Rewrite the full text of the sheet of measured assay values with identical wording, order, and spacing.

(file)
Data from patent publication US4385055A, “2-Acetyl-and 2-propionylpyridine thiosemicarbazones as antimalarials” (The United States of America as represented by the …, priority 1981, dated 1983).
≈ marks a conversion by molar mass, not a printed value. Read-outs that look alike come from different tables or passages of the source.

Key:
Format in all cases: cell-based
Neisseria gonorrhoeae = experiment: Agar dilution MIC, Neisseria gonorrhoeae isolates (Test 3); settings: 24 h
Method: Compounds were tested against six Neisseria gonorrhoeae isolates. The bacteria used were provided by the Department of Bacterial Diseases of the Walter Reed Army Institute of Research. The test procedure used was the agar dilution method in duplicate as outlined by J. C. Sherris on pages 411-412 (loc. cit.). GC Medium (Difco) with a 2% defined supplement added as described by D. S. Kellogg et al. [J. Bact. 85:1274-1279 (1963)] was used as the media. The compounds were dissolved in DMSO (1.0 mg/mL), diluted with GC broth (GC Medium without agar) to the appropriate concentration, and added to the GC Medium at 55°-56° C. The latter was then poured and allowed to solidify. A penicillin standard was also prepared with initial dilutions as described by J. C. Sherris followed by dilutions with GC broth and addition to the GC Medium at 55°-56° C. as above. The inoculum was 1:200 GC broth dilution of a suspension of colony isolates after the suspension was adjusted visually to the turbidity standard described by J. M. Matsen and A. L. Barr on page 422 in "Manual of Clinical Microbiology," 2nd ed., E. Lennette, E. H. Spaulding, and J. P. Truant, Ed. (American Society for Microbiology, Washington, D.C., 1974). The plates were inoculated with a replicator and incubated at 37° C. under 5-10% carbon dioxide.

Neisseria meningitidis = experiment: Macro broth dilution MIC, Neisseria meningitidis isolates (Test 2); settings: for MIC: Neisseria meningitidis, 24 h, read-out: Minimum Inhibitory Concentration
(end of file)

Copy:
Data from patent publication US4385055A, “2-Acetyl-and 2-propionylpyridine thiosemicarbazones as antimalarials” (The United States of America as represented by the …, priority 1981, dated 1983).
≈ marks a conversion by molar mass, not a printed value. Read-outs that look alike come from different tables or passages of the source.

Key:
Format in all cases: cell-based
Neisseria gonorrhoeae = experiment: Agar dilution MIC, Neisseria gonorrhoeae isolates (Test 3); settings: 24 h
Method: Compounds were tested against six Neisseria gonorrhoeae isolates. The bacteria used were provided by the Department of Bacterial Diseases of the Walter Reed Army Institute of Research. The test procedure used was the agar dilution method in duplicate as outlined by J. C. Sherris on pages 411-412 (loc. cit.). GC Medium (Difco) with a 2% defined supplement added as described by D. S. Kellogg et al. [J. Bact. 85:1274-1279 (1963)] was used as the media. The compounds were dissolved in DMSO (1.0 mg/mL), diluted with GC broth (GC Medium without agar) to the appropriate concentration, and added to the GC Medium at 55°-56° C. The latter was then poured and allowed to solidify. A penicillin standard was also prepared with initial dilutions as described by J. C. Sherris followed by dilutions with GC broth and addition to the GC Medium at 55°-56° C. as above. The inoculum was 1:200 GC broth dilution of a suspension of colony isolates after the suspension was adjusted visually to the turbidity standard described by J. M. Matsen and A. L. Barr on page 422 in "Manual of Clinical Microbiology," 2nd ed., E. Lennette, E. H. Spaulding, and J. P. Truant, Ed. (American Society for Microbiology, Washington, D.C., 1974). The plates were inoculated with a replicator and incubated at 37° C. under 5-10% carbon dioxide.

Neisseria meningitidis = experiment: Macro broth dilution MIC, Neisseria meningitidis isolates (Test 2); settings: for MIC: Neisseria meningitidis, 24 h, read-out: Minimum Inhibitory Concentration